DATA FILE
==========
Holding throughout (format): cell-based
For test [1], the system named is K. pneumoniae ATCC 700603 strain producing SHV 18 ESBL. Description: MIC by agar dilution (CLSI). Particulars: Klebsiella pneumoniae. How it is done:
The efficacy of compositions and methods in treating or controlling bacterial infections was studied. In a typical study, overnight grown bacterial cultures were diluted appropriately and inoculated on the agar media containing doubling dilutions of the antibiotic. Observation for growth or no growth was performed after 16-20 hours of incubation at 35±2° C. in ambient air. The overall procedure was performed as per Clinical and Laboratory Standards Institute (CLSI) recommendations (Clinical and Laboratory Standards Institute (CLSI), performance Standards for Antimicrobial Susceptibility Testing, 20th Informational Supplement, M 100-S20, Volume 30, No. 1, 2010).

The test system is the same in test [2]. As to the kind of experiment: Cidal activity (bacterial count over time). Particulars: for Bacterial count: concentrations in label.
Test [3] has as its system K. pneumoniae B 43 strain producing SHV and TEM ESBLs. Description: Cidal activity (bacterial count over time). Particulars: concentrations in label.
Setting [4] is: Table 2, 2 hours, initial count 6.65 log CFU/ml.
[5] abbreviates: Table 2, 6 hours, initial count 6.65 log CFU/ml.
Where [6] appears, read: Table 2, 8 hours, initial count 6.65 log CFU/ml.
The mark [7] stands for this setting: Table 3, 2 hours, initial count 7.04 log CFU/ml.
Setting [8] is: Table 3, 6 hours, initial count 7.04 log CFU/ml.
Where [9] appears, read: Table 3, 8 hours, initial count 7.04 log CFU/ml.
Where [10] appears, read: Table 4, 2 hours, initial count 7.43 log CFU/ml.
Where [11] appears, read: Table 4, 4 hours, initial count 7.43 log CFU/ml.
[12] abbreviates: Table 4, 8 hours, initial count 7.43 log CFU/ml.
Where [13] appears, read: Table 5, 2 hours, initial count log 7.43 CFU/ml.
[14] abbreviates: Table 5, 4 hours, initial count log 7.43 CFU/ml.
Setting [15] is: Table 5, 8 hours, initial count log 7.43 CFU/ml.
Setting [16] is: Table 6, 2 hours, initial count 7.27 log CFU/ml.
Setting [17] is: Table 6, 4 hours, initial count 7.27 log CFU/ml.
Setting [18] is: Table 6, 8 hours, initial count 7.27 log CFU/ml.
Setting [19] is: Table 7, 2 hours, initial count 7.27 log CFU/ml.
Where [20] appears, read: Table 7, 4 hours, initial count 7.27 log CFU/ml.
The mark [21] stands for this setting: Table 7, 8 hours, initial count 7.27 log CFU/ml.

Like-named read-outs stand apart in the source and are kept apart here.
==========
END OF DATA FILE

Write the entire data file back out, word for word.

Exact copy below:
Holding throughout (format): cell-based
For test [1], the system named is K. pneumoniae ATCC 700603 strain producing SHV 18 ESBL. Description: MIC by agar dilution (CLSI). Particulars: Klebsiella pneumoniae. How it is done:
The efficacy of compositions and methods in treating or controlling bacterial infections was studied. In a typical study, overnight grown bacterial cultures were diluted appropriately and inoculated on the agar media containing doubling dilutions of the antibiotic. Observation for growth or no growth was performed after 16-20 hours of incubation at 35±2° C. in ambient air. The overall procedure was performed as per Clinical and Laboratory Standards Institute (CLSI) recommendations (Clinical and Laboratory Standards Institute (CLSI), performance Standards for Antimicrobial Susceptibility Testing, 20th Informational Supplement, M 100-S20, Volume 30, No. 1, 2010).

The test system is the same in test [2]. As to the kind of experiment: Cidal activity (bacterial count over time). Particulars: for Bacterial count: concentrations in label.
Test [3] has as its system K. pneumoniae B 43 strain producing SHV and TEM ESBLs. Description: Cidal activity (bacterial count over time). Particulars: concentrations in label.
Setting [4] is: Table 2, 2 hours, initial count 6.65 log CFU/ml.
[5] abbreviates: Table 2, 6 hours, initial count 6.65 log CFU/ml.
Where [6] appears, read: Table 2, 8 hours, initial count 6.65 log CFU/ml.
The mark [7] stands for this setting: Table 3, 2 hours, initial count 7.04 log CFU/ml.
Setting [8] is: Table 3, 6 hours, initial count 7.04 log CFU/ml.
Where [9] appears, read: Table 3, 8 hours, initial count 7.04 log CFU/ml.
Where [10] appears, read: Table 4, 2 hours, initial count 7.43 log CFU/ml.
Where [11] appears, read: Table 4, 4 hours, initial count 7.43 log CFU/ml.
[12] abbreviates: Table 4, 8 hours, initial count 7.43 log CFU/ml.
Where [13] appears, read: Table 5, 2 hours, initial count log 7.43 CFU/ml.
[14] abbreviates: Table 5, 4 hours, initial count log 7.43 CFU/ml.
Setting [15] is: Table 5, 8 hours, initial count log 7.43 CFU/ml.
Setting [16] is: Table 6, 2 hours, initial count 7.27 log CFU/ml.
Setting [17] is: Table 6, 4 hours, initial count 7.27 log CFU/ml.
Setting [18] is: Table 6, 8 hours, initial count 7.27 log CFU/ml.
Setting [19] is: Table 7, 2 hours, initial count 7.27 log CFU/ml.
Where [20] appears, read: Table 7, 4 hours, initial count 7.27 log CFU/ml.
The mark [21] stands for this setting: Table 7, 8 hours, initial count 7.27 log CFU/ml.

Like-named read-outs stand apart in the source and are kept apart here.